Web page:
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An Interior Designer’s View: Meet Ryan from Ryan Lawson Design

We met Ryan Lawson through our current pop-up at Brika, Bentonville. At first glance, we knew someone special was behind this retail transformation. And we were right, in fact, Ryan's design work mirrors a large part of his personality; warm, eccentric, captivating, witty, and smart are the words to describe this talented interior designer in our eyes.

Ryan's interior design firm, Ryan Lawson Design, started in New York and remains in the city today, "I moved to New York after college, worked for another interior design firm for a little over a year, and then I took the leap and started my own firm when I was twenty-four. I had one client who wanted to hire me to design a house down in Kentucky. And, a second client asked me to decorate her apartment in New York. Luckily, that turned into three projects, then four. And, it has slowly grown from there."

We very much enjoyed this interview and are lucky enough to be part of this project to say the least. Hope you enjoy this post, here's Ryan's interview.

How would you describe your design approach? 

"This is a big question."

"What I love most about the projects I get to work on is how varied they are - houses, apartments, stores, offices, etc. I don’t ever get bored. And, in addition to that, there are so many specifics that have to be taken into consideration with each project - the site, the space itself, the historical context, and of course the clients themselves and what they like, how they plan to use the space, and what they can and can’t afford to do.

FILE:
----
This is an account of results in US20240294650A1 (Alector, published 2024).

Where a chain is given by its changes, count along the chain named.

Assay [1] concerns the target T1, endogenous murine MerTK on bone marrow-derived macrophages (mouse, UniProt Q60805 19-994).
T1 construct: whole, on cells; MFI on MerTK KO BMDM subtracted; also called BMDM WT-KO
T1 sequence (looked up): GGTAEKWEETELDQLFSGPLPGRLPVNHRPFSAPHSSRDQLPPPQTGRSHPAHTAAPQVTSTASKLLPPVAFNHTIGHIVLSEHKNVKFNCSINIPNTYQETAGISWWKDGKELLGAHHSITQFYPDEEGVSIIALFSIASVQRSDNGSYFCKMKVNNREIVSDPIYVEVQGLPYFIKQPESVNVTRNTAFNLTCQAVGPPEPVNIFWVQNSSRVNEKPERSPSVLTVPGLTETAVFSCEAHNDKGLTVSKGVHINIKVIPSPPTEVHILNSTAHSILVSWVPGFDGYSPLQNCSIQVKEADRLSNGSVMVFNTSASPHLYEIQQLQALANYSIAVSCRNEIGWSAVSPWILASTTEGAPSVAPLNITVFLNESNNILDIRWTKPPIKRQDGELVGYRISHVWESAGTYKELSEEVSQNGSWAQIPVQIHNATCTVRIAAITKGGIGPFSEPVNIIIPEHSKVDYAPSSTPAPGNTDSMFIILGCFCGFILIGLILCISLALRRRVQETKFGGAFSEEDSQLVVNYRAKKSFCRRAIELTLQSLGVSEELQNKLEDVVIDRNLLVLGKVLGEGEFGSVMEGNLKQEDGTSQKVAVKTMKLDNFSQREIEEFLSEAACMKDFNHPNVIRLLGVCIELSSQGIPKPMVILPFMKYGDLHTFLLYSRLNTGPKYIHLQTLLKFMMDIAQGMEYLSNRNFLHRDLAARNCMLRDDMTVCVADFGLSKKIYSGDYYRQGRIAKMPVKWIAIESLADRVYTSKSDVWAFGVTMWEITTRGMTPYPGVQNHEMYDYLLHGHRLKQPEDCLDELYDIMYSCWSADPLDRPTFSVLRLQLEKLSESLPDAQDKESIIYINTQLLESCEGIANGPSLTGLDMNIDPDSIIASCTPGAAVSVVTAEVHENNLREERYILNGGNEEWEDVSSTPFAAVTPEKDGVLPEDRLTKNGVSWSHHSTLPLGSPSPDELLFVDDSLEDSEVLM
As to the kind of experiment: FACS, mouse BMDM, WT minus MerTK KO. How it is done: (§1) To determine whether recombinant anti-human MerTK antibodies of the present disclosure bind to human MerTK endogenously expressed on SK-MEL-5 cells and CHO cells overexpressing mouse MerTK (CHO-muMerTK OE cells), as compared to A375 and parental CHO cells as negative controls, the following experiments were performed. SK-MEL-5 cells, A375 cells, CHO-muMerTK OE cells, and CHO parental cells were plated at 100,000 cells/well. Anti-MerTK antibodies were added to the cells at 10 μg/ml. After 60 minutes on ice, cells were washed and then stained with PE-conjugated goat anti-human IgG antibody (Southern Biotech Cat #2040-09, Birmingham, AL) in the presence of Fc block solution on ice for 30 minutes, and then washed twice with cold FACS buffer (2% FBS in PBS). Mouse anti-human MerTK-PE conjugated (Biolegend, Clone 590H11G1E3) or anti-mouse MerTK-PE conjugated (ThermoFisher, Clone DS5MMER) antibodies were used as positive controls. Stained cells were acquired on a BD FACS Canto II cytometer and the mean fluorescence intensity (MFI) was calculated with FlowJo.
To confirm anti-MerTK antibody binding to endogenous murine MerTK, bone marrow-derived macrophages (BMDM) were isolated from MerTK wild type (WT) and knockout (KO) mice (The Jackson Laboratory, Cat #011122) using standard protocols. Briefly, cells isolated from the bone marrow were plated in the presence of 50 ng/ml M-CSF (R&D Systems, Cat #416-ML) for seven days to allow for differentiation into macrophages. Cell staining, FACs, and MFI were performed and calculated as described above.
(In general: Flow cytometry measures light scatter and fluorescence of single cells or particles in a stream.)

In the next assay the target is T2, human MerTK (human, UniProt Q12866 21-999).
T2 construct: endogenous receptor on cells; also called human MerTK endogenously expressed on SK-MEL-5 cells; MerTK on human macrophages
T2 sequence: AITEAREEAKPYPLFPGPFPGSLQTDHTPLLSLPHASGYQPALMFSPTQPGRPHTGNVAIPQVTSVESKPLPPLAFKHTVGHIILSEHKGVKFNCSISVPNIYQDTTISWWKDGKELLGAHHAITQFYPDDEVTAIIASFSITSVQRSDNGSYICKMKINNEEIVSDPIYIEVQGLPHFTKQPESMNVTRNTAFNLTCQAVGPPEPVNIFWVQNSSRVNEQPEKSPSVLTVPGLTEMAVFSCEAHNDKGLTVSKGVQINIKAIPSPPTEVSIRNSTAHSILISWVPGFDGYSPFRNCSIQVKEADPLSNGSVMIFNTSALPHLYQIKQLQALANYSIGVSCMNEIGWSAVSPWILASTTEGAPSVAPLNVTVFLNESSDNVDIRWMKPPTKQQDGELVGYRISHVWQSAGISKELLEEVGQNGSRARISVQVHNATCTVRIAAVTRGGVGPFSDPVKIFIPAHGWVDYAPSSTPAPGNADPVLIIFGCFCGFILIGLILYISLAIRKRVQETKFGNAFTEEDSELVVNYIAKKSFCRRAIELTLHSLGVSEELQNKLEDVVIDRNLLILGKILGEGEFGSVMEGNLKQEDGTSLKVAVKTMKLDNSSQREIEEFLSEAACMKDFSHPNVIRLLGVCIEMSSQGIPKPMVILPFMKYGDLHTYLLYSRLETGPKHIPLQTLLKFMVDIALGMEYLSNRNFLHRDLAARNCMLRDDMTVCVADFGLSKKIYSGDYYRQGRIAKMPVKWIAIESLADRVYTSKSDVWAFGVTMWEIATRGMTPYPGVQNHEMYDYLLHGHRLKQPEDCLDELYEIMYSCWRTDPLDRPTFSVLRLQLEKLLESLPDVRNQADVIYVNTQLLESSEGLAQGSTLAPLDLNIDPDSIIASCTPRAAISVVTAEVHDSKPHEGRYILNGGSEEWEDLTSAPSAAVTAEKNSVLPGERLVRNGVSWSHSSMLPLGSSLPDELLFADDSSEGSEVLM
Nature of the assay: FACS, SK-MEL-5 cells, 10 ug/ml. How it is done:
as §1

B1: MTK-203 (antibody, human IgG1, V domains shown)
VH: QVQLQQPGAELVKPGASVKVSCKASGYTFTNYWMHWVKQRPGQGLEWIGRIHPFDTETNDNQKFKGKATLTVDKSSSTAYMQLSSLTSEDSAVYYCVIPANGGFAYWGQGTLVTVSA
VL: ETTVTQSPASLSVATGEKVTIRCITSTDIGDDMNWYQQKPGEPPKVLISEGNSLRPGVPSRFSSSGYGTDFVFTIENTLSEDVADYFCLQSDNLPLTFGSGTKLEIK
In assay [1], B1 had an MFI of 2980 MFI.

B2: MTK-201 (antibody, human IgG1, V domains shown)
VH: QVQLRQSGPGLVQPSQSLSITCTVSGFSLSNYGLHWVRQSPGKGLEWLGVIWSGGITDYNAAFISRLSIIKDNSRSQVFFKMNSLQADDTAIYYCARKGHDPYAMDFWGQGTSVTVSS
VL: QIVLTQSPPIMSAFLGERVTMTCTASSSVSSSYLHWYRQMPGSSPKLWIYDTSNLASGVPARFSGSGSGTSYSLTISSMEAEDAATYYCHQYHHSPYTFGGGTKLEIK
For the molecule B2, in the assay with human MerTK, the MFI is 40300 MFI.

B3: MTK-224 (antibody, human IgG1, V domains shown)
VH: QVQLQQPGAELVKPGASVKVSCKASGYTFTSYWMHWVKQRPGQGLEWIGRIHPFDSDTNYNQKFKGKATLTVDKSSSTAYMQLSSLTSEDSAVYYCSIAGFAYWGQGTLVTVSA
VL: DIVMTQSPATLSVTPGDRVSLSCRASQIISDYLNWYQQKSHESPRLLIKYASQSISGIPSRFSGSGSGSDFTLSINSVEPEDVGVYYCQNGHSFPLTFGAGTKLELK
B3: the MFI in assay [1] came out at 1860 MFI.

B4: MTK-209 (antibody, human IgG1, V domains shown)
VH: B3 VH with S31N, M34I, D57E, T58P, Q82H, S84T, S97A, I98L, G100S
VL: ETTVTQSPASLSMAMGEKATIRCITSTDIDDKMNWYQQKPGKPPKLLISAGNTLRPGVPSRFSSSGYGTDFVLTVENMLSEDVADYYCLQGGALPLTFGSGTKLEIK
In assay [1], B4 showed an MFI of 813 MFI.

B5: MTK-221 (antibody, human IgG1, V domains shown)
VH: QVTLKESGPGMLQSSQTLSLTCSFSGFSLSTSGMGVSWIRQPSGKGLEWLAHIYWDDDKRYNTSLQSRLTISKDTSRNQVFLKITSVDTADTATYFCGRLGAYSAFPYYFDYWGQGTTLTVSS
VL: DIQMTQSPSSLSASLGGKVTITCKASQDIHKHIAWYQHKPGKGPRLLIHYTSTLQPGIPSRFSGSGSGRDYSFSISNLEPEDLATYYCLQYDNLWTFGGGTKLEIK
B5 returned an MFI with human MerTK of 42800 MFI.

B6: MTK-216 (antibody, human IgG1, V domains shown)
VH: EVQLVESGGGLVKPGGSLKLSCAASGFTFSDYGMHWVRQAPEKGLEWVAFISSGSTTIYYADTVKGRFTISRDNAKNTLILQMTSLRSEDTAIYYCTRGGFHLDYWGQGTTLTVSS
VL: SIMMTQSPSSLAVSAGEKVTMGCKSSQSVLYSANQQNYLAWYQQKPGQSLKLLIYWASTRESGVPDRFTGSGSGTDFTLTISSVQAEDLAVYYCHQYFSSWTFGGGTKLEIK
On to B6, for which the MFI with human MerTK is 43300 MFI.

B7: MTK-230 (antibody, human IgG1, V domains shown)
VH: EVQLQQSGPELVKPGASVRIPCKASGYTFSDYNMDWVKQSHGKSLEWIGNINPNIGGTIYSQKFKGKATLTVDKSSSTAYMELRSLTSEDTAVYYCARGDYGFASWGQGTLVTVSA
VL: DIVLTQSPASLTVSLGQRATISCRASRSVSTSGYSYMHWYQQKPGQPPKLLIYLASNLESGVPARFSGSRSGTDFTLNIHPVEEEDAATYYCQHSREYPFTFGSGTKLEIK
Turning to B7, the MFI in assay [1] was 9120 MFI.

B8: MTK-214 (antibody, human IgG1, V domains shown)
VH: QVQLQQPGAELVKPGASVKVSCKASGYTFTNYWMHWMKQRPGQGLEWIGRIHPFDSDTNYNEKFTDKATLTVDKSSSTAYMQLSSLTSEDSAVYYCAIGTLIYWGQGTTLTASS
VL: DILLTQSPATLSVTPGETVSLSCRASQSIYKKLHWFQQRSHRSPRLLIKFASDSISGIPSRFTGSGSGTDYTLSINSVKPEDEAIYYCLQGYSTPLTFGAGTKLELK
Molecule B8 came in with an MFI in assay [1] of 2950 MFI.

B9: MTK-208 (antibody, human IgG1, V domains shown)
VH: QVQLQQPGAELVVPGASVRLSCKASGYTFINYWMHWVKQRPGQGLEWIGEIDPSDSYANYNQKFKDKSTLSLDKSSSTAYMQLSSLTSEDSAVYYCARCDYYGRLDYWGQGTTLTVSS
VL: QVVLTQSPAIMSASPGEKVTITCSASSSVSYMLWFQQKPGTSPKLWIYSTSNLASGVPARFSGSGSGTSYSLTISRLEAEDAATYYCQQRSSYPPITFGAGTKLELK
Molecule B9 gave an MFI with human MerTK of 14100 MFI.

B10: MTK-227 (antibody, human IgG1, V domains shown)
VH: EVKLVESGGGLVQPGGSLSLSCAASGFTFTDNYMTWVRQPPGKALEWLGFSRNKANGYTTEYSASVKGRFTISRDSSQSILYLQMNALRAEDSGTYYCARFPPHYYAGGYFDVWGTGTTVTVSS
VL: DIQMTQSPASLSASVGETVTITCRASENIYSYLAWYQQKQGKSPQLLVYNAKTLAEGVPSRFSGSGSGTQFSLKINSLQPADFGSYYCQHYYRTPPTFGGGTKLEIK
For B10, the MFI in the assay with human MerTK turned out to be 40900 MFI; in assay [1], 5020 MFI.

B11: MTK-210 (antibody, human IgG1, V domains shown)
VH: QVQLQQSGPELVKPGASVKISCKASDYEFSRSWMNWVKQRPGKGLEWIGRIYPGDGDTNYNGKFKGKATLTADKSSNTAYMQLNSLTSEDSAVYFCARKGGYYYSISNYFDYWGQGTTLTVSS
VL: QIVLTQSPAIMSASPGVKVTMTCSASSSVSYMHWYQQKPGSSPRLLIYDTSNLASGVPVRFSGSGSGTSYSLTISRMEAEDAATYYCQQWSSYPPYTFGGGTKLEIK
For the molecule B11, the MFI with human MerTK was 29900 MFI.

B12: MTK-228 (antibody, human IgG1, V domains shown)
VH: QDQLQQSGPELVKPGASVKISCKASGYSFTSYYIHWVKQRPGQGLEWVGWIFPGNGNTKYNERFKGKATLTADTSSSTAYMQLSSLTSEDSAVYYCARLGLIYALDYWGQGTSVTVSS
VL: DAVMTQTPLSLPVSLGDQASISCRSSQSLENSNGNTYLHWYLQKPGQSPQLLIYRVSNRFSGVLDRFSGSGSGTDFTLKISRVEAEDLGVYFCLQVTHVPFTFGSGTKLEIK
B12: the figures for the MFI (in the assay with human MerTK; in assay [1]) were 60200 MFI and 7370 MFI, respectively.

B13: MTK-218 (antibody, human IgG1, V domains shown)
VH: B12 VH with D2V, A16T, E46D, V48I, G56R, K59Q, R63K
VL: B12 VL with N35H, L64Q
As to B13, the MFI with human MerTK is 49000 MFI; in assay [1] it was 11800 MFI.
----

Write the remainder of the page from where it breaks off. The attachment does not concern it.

With all of that, it’s impossible for me to create the same space twice; each one is truly tailor made. 

That said, I think there are some threads that tie things together - however loosely - in all my work. 

I think it’s always important to establish a narrative; it helps give me and my clients something to reference as the design develops and prevents things from getting off track. Does this tile match our objectives? Is this coffee table telling the same story as the sofa and the rug? Is the fence compatible with the siding and shutters? 

There are always historical references. That takes many forms - things passed down from generation to generation, things collected over time and on travels, the sort of patterns of living that emerge over time in a space, the process of learning about the history of design and its relevance to the decisions we make today. 

I am a big believer in encouraging my clients to buy the highest quality materials and products that they can. Something that is well made can last a lifetime. Buy it once and love it forever. I always push that concept.

I think the most important thing I can do, though, is to create spaces that foster good living. Comfortable sofas. Good warm lighting. A place to sit your martini. Good music. Good scents. The right size bathtub. Logically placed light switches. Windows that celebrate the light. Shades that block the glare. A spot for the toys. A spot for the dog bowls. A place to keep the scissors. The perfect fruit bowl. They all matter."

What are your go-to design pieces this season? 

"I try not to pay too much attention to trending ideas or items because, by definition, those same things won’t be trending in a few seasons. I always hope that my work is relevant, looks fresh, and works well for a long time to come. 

If I get all the elements that I mentioned above correct, the stage is set for that to happen. The trendiest shapes and color schemes don’t matter as much. 

All that said, there are things in the zeitgeist that influence me, for sure. I read magazines and look at Instagram just like everyone else." 

Right now, on the pin-up board in my office, there are lots of good references - 

  • Paintings by Ron Gorchov 
  • Houses by Hugh Newell Jacobsen and Harrie Lindeberg 
  • A Modernist Chapel by Fay Jones 
  • Upholstery fabric samples from the 1980s by Jack Lenor Larsen 
  • Art Nouveau lampshades 
  • Jute tassel fringe samples 
  • Pierre Chareau sofas 
  • Photographs by Saul Leiter and Alec Soth